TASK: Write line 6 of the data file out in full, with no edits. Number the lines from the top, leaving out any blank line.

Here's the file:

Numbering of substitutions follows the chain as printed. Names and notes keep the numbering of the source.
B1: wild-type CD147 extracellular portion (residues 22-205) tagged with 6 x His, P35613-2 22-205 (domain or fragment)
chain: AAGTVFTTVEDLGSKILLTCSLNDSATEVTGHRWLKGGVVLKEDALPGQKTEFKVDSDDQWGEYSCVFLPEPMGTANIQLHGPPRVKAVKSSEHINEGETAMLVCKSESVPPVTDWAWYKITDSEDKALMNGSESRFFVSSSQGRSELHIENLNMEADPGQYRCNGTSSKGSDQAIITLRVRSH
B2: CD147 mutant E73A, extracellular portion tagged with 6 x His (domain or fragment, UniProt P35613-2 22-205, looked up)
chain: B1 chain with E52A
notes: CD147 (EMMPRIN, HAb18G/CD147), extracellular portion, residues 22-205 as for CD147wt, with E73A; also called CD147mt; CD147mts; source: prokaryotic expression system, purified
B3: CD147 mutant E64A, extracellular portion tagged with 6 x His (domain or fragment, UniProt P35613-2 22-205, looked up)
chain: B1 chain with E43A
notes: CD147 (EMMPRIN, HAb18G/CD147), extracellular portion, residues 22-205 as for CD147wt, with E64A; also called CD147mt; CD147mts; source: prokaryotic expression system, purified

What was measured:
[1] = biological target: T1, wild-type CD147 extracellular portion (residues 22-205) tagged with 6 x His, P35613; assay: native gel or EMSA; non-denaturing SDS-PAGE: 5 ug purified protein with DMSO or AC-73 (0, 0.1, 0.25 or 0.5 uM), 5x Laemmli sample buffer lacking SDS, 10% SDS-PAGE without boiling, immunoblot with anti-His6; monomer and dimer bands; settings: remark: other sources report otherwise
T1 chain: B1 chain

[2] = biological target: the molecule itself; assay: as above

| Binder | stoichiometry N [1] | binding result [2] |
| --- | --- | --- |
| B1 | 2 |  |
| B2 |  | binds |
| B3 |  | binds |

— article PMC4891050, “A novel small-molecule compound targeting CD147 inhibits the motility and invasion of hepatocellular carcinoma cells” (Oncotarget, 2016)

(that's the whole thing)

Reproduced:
notes: CD147 (EMMPRIN, HAb18G/CD147), extracellular portion, residues 22-205 as for CD147wt, with E73A; also called CD147mt; CD147mts; source: prokaryotic expression system, purified